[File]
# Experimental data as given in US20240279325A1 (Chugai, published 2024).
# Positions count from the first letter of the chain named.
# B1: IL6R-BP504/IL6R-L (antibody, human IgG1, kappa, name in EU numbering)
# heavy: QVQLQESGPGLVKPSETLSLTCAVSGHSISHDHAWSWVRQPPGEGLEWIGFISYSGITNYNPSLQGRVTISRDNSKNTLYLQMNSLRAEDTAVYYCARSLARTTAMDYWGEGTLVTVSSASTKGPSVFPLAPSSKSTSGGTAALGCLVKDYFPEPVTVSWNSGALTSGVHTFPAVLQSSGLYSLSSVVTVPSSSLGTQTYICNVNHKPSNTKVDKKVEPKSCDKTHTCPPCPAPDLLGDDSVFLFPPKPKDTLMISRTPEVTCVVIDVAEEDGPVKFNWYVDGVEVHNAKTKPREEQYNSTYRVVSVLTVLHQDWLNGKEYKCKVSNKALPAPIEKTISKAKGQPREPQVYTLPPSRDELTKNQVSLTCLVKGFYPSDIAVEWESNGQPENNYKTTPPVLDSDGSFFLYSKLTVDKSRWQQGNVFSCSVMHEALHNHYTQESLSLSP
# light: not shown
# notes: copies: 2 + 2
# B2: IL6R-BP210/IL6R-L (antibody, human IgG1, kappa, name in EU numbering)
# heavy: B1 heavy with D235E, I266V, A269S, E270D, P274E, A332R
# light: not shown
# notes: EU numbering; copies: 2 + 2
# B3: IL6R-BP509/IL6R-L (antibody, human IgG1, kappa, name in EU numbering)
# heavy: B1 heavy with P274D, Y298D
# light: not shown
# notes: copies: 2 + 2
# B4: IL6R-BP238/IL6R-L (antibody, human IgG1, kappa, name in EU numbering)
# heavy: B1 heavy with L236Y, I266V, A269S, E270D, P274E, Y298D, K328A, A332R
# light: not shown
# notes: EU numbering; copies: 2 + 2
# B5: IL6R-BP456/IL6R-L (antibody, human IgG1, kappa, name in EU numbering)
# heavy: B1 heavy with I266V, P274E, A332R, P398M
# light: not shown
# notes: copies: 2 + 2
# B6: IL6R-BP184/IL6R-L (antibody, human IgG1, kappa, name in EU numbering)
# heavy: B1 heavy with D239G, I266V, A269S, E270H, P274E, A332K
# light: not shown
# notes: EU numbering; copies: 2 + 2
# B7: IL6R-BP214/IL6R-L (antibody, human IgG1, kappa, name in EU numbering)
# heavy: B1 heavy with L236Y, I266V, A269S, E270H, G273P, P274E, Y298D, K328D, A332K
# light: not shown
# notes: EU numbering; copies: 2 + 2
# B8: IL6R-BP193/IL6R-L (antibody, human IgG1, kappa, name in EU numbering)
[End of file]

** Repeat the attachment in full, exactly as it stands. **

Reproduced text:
# Experimental data as given in US20240279325A1 (Chugai, published 2024).
# Positions count from the first letter of the chain named.
# B1: IL6R-BP504/IL6R-L (antibody, human IgG1, kappa, name in EU numbering)
# heavy: QVQLQESGPGLVKPSETLSLTCAVSGHSISHDHAWSWVRQPPGEGLEWIGFISYSGITNYNPSLQGRVTISRDNSKNTLYLQMNSLRAEDTAVYYCARSLARTTAMDYWGEGTLVTVSSASTKGPSVFPLAPSSKSTSGGTAALGCLVKDYFPEPVTVSWNSGALTSGVHTFPAVLQSSGLYSLSSVVTVPSSSLGTQTYICNVNHKPSNTKVDKKVEPKSCDKTHTCPPCPAPDLLGDDSVFLFPPKPKDTLMISRTPEVTCVVIDVAEEDGPVKFNWYVDGVEVHNAKTKPREEQYNSTYRVVSVLTVLHQDWLNGKEYKCKVSNKALPAPIEKTISKAKGQPREPQVYTLPPSRDELTKNQVSLTCLVKGFYPSDIAVEWESNGQPENNYKTTPPVLDSDGSFFLYSKLTVDKSRWQQGNVFSCSVMHEALHNHYTQESLSLSP
# light: not shown
# notes: copies: 2 + 2
# B2: IL6R-BP210/IL6R-L (antibody, human IgG1, kappa, name in EU numbering)
# heavy: B1 heavy with D235E, I266V, A269S, E270D, P274E, A332R
# light: not shown
# notes: EU numbering; copies: 2 + 2
# B3: IL6R-BP509/IL6R-L (antibody, human IgG1, kappa, name in EU numbering)
# heavy: B1 heavy with P274D, Y298D
# light: not shown
# notes: copies: 2 + 2
# B4: IL6R-BP238/IL6R-L (antibody, human IgG1, kappa, name in EU numbering)
# heavy: B1 heavy with L236Y, I266V, A269S, E270D, P274E, Y298D, K328A, A332R
# light: not shown
# notes: EU numbering; copies: 2 + 2
# B5: IL6R-BP456/IL6R-L (antibody, human IgG1, kappa, name in EU numbering)
# heavy: B1 heavy with I266V, P274E, A332R, P398M
# light: not shown
# notes: copies: 2 + 2
# B6: IL6R-BP184/IL6R-L (antibody, human IgG1, kappa, name in EU numbering)
# heavy: B1 heavy with D239G, I266V, A269S, E270H, P274E, A332K
# light: not shown
# notes: EU numbering; copies: 2 + 2
# B7: IL6R-BP214/IL6R-L (antibody, human IgG1, kappa, name in EU numbering)
# heavy: B1 heavy with L236Y, I266V, A269S, E270H, G273P, P274E, Y298D, K328D, A332K
# light: not shown
# notes: EU numbering; copies: 2 + 2
# B8: IL6R-BP193/IL6R-L (antibody, human IgG1, kappa, name in EU numbering)